Wearside Lib Dems slam “shockingly misogynist” Council anti-alcohol campaign

It’s good to see Wearside Lib Dems call out Sunderland Council for an incredibly ill-judged anti-alcohol campaign poster.

Labour may well be picking up votes amongst young people nationally, but they are defending a campaign with out-dated attitudes and sexism at it heart. We’ve won three Council by-elections in the area in the last year, which shows how out of touch Labour are with people. Our group leader Cllr Niall Hodson told the Sunderland Echo exactly why this campaign was so terrible.

It says it is likely young women drinking alcohol will have decisions made for them, will be ‘pressurized into having unsafe sex’ and that they need help to ‘make the right choices.’ “Why would you want to reinforce these negative stereotypes? What on earth does this say about young women’s agency in 2018, and why do they feel the need to depict pregnancy and young mothers so negatively? “I thought we were past this nonsense. The undercurrent of victim-blaming in the campaign is problematic too. “If a woman is ‘pressurized’ into having sex it is not her fault nor down to alcohol. Why does the campaign blame girls for the actions of people who abuse them? “If the council want to encourage parents to talk with their children about alcohol that’s great, but there is no need for them to denigrate young women while they’re at it.

You have to wonder how on earth this poster got past the number of people it needed to get past to be signed off. The Sunderland Lib Dems got support from our Education Spokesperson:

* Caron Lindsay is Editor of Liberal Democrat Voice and blogs at Caron's Musings

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11 Comments

  • Labour group are doubling down on defending this on Twitter too.

  • I must admit I am struggling a bit with this, in my professional opinion the message is reasonably sound, it is not necessarily misognyist. It appears to highlight a real social problem that alcohol can help to create . Perhaps there could be a parallel campaign identifying the dangers and outcomes for young males through drink. Would that balance things?
    After all Rotherham, Rochdale, Newcastle, Norethanmpton, now apparently Telford appears to demonstrate the role alcohol plays or can play in the breakdown of your girls lives.

  • Jayne mansfield 17th Mar '18 - 10:36am

    Is it victim blaming?

    Don’t parents tell their daughters that there are those who will try to take take advantage of them so it is important to keep a clear head?

    What does it tell us about ‘agency’. It tells us that we have it. We don’t have to be swept along by ‘forces beyond our control’.

  • I guess if it had an accompanying poster telling parents to teach their male children that pressuring a drunk young women into sex is probably rape, leading to potentially prison and a lifetime on the sex offenders register it wouldn’t be as bad. On its own it does indeed appear to be victim blaming…..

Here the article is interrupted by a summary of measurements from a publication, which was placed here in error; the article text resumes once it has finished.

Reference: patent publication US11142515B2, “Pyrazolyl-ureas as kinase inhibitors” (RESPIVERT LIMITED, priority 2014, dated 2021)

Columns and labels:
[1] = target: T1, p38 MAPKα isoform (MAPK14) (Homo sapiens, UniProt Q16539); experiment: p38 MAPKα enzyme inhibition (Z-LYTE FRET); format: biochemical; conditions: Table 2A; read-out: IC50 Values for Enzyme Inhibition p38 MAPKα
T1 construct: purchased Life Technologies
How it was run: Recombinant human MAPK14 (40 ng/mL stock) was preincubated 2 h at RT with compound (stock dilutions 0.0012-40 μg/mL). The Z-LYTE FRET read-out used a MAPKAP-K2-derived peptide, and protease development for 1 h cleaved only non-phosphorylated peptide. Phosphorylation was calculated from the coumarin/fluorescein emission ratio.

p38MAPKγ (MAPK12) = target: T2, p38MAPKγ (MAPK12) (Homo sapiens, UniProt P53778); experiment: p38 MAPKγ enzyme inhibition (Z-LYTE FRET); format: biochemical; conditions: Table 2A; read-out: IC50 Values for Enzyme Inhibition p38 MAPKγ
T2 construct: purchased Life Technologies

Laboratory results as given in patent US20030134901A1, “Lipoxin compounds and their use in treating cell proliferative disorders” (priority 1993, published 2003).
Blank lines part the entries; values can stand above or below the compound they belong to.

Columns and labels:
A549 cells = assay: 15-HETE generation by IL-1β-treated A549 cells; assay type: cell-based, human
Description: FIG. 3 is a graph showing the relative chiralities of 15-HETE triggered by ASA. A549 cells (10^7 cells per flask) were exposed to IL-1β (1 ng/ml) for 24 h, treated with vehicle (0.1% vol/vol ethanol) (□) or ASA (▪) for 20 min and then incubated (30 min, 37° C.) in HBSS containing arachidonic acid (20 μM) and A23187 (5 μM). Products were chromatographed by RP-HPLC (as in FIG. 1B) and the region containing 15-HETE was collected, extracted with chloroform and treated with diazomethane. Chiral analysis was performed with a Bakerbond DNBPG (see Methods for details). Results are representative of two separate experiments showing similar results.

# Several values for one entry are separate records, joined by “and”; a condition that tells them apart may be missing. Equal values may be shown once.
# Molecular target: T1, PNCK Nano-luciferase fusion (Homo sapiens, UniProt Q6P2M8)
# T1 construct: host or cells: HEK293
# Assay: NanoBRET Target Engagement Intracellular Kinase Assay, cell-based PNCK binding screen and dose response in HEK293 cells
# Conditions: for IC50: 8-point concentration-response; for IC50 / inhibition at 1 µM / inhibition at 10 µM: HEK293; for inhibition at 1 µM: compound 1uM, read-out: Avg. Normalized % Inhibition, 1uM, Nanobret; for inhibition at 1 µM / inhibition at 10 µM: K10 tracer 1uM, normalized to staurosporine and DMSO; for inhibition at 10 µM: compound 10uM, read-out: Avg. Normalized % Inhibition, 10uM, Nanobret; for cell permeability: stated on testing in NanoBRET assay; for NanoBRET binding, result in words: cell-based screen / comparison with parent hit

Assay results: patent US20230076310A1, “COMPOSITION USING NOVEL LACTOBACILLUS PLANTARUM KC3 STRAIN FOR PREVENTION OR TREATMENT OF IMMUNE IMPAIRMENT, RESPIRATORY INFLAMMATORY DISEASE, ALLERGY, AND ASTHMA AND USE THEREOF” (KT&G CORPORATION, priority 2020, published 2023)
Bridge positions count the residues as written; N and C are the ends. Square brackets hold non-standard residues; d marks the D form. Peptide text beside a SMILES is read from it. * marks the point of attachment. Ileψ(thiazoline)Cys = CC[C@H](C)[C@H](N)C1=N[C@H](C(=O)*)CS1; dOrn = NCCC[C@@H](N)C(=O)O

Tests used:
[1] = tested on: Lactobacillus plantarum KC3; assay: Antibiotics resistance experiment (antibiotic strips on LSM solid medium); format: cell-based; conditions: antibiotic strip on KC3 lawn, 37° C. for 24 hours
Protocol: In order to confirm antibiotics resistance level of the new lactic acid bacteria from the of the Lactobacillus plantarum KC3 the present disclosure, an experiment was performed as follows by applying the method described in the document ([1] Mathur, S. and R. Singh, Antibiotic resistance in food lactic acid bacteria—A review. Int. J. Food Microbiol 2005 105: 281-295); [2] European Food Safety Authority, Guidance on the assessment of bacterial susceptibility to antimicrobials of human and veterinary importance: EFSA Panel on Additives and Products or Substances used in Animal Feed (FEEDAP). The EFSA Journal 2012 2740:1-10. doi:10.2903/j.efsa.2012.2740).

• So would the poster been okay if it had read: “Talk to your son about alcohol now, before it starts making decisions for him.” and the text beneath amended accordingly?

    interestingly, I think theakes is probably on the right track here, having visited https://www.sunderland.gov.uk/starttalking

    It would appear that this poster will be just one in a much bigger campaign about children and alcohol and parental responsibilities…

  • Malcolm Todd 17th Mar '18 - 1:53pm

    I don’t think there’s any other context where saying “protect yourself against the risk of crime” is interpreted as meaning “it’s your fault if someone commits a crime against you”.

    There are other things one could say about this poster, though – not least the fact that apparently the worst thing about getting drunk is that you could end up with a baby; I think some young mothers (perhaps even some young fathers) might find that rather offensive…

  • Theakes,
    Rotherham, Rochdale, Telford and host of others in fact tells us how very specific male criminal gangs targeted female children, who were often actually in the care of various local authorities at the time they were victims of these criminal gangs.
    I think this advert is misogynistic and I also agree with Malcolm Todd.

  • Jayne mansfield 17th Mar '18 - 9:27pm

    @ Malcolm Todd,
    Well yes and no.

    When I looked at the poster, I understood it as schoolgirl pregnancy, indicated by the young mother in a school uniform.

    There is ample evidence of a causal relationship and risky sexual behaviour ( even when there is a knowledge of the dangers.) Risky unprotected sex does not only lead to motherhood, there is the risk of STD’s.

    I suppose different people perceive the message differently. What is beyond doubt, as demonstrated by good evidence, is that there has been a rapid rise in anxiety, depression and self harming amongst young girls over the past decade.

    The people who are intimately affected by the terrible distress of young girls, are their parents, many who have lost confidence or need help in gaining the confidence, to guide their children in ways that are not damaging to their self- esteem, or limiting to their life choices, given the reality of the environment in which they are developing.

    Quite frankly, when pointing the misogyny finger,I am more concerned about the misogyny that has led to women suffering grossly disproportionately from austerity. Something that was a choice.

  • Malcolm Bond 18th Mar '18 - 12:34am

    Most significant thing about this campaign for me (as 65 year old), is that every comment on Twitter etc., from the age demographic closest to the target audience considers this campaign is either totally inappropriate and/or ineffective……. QED

  • There is a strong need for Temperance. Too many lives are destroyed by alcohol in Britain today.

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